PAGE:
Sunday, August 24, 2003
Sundays New York Times Connecticut section prominently features two Westport stories Җ the renovation of the Westport Country Playhouse and the ongoing dispute between Westport boaters and a Westport doctor-oyster entrepreneur.
The Playhouse story with three photos takes up most of the front page. It continues inside for another half page with four more photos.
The Times reviews the Playhouse history and details the $17 million renovation set to begin at the end of this summers season. Artistic director Joanne Woodward is featured in the story.
But it also contains several errors and an omission.
The newspaper repeats a spelling error in the surname of one of the PlayhouseҒs founders which it also made on April 29 and which it corrected—with some prodding from WestportNow—on May 26.
The Sunday section article by David Cote, assistant drama editor at Time Out magazine, says the Playhouse was founded in 1931 by Lawrence “Langer and his wife Armina Marshall. The correct spelling is Langner (See WestportNow April 29 and May 26, 2003).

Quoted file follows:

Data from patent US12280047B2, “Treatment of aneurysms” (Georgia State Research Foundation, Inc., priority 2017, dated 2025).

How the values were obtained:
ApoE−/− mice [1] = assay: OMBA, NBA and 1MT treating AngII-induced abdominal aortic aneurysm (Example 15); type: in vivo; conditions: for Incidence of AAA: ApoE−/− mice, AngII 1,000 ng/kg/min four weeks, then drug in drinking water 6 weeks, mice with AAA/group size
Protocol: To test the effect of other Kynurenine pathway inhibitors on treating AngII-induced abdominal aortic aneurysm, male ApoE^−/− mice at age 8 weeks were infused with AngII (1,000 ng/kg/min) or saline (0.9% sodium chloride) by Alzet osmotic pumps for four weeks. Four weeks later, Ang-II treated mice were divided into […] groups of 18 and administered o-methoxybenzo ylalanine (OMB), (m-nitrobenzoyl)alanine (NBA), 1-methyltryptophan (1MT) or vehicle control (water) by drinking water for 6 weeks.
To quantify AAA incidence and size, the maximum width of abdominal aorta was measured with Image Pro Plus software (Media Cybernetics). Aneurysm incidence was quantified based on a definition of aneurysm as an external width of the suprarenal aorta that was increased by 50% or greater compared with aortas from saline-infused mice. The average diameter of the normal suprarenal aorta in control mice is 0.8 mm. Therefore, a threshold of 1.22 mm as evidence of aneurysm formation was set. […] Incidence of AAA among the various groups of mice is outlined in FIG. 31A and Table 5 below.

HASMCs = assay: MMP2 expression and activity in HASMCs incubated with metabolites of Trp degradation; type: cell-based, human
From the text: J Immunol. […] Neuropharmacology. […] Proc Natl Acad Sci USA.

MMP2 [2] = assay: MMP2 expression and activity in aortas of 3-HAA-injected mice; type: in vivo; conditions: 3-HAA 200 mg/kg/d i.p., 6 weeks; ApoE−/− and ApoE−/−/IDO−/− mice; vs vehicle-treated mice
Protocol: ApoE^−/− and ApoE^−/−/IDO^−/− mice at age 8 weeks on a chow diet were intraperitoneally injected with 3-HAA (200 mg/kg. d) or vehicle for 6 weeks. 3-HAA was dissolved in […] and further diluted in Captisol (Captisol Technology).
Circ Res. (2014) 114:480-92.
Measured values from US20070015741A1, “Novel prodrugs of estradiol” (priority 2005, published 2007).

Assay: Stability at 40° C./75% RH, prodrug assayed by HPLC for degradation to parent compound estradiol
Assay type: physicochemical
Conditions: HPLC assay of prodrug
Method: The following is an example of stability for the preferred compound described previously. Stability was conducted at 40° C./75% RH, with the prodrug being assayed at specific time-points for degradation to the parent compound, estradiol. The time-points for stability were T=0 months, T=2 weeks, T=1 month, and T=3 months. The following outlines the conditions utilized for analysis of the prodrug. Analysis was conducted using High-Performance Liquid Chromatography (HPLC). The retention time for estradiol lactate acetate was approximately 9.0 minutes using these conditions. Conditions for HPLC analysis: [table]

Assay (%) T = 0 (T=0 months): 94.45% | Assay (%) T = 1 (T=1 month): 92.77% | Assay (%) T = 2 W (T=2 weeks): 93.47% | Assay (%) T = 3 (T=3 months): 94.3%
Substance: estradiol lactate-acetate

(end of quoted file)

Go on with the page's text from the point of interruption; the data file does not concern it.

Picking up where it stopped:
The article also identifies him as a member of the Theater Guild, which he was. But he is better known as the co-founder of the Guild (with his wife).
It also says Richard Rodgers was a Westport summer resident when he went to see the Playhouse production of ԓGreen Grow the Lilacs in 1940. Three years later, the play became the Rodgers and Hammerstein legendary hit musical ԓOklahoma!
As Westport author Max Wilk recounts in his ԓOK! The Story of Oklahoma!, Rodgers in fact had a home in Fairfield, not Westport, at the time.
The Times notes that the Playhouse has featured the work of playwright David Wiltse several times and this summer presented the world premiere of his Nazi-era drama, ԓThe Good German.
ԓMr. Wiltse, who lives in the area, is the closest the Playhouse has to a resident playwright, having been produced there four times, the Times said.
And while the story contains numerous quotes from Anne Keefe, the PlayhouseԒs associate artistic director, it fails to say that Keefe is married to Wiltse.
The oyster story is by James Lomuscio, a former Westport News and Westport Magazine editor and a frequent Times contributor.
It is a good review of the dispute involving boaters and plans by Westporter John Garofalo to harvest oysters off of Westport using suspended cages. (See WestportNow July 24, 2003).
Posted 08/24/03 at 01:09 AM Permalink